Plant identification can be incredibly challenging for beginning botanists or even experienced plant people. There are tons of terms to learn and understand just to start identifying plants by leaves and other plant parts. Throw in a leafless winter, and it makes for a difficult skill to develop with confidence.
In recent years, photo-based smart phone applications (apps) have been developed to aid with plant identification in the field. These apps boast their accuracy and many claim to provide identification for a wide array of species simply based on an image of the foliage. Do these apps work? And, if so, how accurate can they be?
Research on phone app accuracy
A research paper published in the most recent edition of the scientific journal, “Arboriculture and Urban Forestry”, explored the accuracy of photo-based plant identification apps. Researchers with the Rutgers Urban Forestry Program designed and implement this study which assessed the apps’ abilities to identify photos of 55 common street trees and native forest trees in New Jersey.
For their study, experienced arborists photographed both bark and leaves of trees and submitted their photos to the 6 most commonly downloaded plant identification apps based on downloads from the Apple App Store® in June of 2020. The specific apps assessed include: iNaturalist™, PlantNet™, Leafsnap™, PlantSnap™, PictureThis™, and Plant Identification™.
At least 4 images of both bark and leaves for each tree species were submitted to each app and researchers observed and recorded the results. The apps use photo recognition software programmed to identify leaves and bark based on the common characteristics of these plant parts.
Do phone apps really work?
To me, it is extraordinary that these apps are even able to process visual data and generate near accurate results. As a trained botanist, I know that 2 leaves for the same tree can often vary widely. While there is typically a recognizable pattern and some distinctive characteristics common across all leaves on the same plant, certain species (typically within the same genus) can have very similar leaf characteristics, making it possible for a single plant to have individual leaves in its canopy which are distinctive of its true species and other leaves that would lead you to believe its another, similar-looking species.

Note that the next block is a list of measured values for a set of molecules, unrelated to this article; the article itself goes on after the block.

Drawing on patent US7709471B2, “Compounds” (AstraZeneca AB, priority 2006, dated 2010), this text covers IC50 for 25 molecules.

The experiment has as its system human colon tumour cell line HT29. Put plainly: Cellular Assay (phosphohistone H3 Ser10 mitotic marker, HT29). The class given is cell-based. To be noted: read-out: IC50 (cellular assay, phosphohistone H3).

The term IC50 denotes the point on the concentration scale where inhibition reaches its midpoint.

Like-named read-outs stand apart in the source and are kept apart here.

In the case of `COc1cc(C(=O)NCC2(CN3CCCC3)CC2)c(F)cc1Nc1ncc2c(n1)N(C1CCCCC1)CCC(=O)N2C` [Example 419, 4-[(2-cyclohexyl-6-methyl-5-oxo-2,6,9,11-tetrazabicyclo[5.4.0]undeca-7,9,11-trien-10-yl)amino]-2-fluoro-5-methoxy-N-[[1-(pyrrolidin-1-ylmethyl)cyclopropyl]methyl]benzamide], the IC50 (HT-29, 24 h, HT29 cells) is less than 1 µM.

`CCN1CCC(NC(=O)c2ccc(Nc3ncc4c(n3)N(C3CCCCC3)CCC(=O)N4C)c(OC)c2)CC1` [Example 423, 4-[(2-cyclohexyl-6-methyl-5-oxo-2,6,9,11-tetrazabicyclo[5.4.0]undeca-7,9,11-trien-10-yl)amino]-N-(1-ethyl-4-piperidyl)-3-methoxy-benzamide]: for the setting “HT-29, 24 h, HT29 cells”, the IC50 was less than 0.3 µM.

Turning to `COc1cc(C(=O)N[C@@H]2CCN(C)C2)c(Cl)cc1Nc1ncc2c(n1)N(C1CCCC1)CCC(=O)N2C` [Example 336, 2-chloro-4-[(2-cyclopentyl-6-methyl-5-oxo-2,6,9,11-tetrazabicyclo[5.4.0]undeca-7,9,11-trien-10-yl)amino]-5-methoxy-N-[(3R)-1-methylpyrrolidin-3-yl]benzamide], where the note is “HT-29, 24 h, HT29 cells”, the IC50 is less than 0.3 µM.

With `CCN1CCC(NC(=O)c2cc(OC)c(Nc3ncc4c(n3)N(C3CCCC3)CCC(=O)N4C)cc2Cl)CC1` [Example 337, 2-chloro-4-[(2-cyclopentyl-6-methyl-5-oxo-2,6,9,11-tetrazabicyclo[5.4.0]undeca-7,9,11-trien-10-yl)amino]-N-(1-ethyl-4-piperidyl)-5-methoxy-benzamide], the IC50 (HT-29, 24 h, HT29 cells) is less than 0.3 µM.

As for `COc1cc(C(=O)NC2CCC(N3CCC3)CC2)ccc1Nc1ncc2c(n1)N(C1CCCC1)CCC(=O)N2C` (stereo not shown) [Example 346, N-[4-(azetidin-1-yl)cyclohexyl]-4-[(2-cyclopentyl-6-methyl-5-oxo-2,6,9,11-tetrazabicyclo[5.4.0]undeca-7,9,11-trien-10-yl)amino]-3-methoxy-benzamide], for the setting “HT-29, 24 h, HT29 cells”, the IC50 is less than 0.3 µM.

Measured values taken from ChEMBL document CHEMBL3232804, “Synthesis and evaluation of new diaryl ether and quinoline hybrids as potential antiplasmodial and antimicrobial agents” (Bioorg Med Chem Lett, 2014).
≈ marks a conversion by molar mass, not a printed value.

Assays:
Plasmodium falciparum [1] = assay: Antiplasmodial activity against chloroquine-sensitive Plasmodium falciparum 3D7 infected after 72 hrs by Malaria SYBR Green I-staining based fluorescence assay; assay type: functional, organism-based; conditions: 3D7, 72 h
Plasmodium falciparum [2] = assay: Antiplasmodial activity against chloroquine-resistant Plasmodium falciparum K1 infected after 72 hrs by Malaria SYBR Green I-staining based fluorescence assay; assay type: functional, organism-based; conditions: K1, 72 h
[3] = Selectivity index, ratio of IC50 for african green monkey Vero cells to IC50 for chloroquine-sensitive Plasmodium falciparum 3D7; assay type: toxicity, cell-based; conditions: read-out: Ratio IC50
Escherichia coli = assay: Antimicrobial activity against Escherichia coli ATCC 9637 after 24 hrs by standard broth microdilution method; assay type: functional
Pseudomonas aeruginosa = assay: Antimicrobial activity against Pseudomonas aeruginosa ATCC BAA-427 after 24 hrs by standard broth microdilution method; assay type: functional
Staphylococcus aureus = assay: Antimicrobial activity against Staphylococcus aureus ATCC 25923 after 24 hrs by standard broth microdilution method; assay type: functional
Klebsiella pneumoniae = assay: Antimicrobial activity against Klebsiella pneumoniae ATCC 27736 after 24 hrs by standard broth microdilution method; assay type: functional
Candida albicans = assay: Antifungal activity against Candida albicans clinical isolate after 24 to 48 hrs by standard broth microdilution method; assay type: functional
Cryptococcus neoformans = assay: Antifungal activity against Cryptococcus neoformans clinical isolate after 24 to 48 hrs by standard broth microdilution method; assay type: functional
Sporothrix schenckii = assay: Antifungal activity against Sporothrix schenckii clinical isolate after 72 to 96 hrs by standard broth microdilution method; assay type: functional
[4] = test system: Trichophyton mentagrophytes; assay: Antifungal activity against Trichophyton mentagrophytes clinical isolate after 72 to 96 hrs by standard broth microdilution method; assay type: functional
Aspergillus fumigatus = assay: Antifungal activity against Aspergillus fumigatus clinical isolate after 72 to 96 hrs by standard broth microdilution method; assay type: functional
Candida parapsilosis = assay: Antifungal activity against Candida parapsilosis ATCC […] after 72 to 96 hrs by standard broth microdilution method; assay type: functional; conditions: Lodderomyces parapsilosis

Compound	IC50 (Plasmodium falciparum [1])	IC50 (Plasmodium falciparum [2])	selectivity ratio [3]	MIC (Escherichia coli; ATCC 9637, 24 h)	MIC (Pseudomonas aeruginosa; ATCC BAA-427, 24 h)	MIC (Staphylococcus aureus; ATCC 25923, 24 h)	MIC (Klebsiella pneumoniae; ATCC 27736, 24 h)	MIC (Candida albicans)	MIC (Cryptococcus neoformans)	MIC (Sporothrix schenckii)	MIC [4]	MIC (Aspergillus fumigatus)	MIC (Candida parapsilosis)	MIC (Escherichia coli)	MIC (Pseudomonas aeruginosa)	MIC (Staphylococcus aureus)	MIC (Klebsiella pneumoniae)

A good example of confusing similarity would be white oak (Quercus alba), bur oak (Quercus macrocarpa) and swamp white oak (Quercus bicolor), whose leaves can have a very similar or very different pattern of lobes based on where you look in the canopy of an individual plant. Shade leaves, or leaves on the interior of the canopy, are often larger with more distinct lobes than leaves in full sun.
Knowledgeable botanists are aware of these nuances and take care to assess several leaves at differing locations within the canopy. However, beginners often make the common mistake of looking at one low-hanging leaf, which may or may not be the best example to observe. Due to instances like this, I have always discounted the use of plant identification apps and have not recommended them to beginners. However, some promising results were uncovered by Rutgers.
What does the research say?
Each phone app makes suggestions, often several, for species-level identification of the plant picture in question. The Rutgers study found that while species-level identification by leaf pictures was not always the most accurate (83.9% to 40.9% accurate), across all the apps observed, genus-level identification by leaves was pretty good, reporting accuracies from 97.3% to 71.8%. Across all apps and all species, identification by bark pictures alone was not nearly as accurate as identification by leaves.
For identification by leaves, the most accurate two apps were PictureThis™ (97.3% accurate to genus, 83.9% to species) and iNaturalist™ (92.3% accurate to genus, 69.6% to species). These results suggest that phone apps can really help beginners rapidly arrive at a to genus-level identification. With the aid of a good guidebook, beginners can quickly reach species-level determinations since the possibilities are narrowed down by the phone app.
App user communities boost accuracy with crowd-sourced identification
While the Rutgers study presents some fascinating data, this research did not assess the community aspect that some of these apps provide. Several of the apps in this study also offer an option where users can ask the community of other app users to identify their plant photo. I have found that community responses on these apps are typically highly accurate to species-level and often come from experts. So, when beginners can combine phone apps with other tools, such as community responses and the use of guidebooks or other reference materials, these applications have promising potential.
Schmidt el al. 2022. An analysis of the accuracy of photo-based plant identification applications on fifty-five tree species. Arboriculture & Urban Forestry. 48(1): 27-43.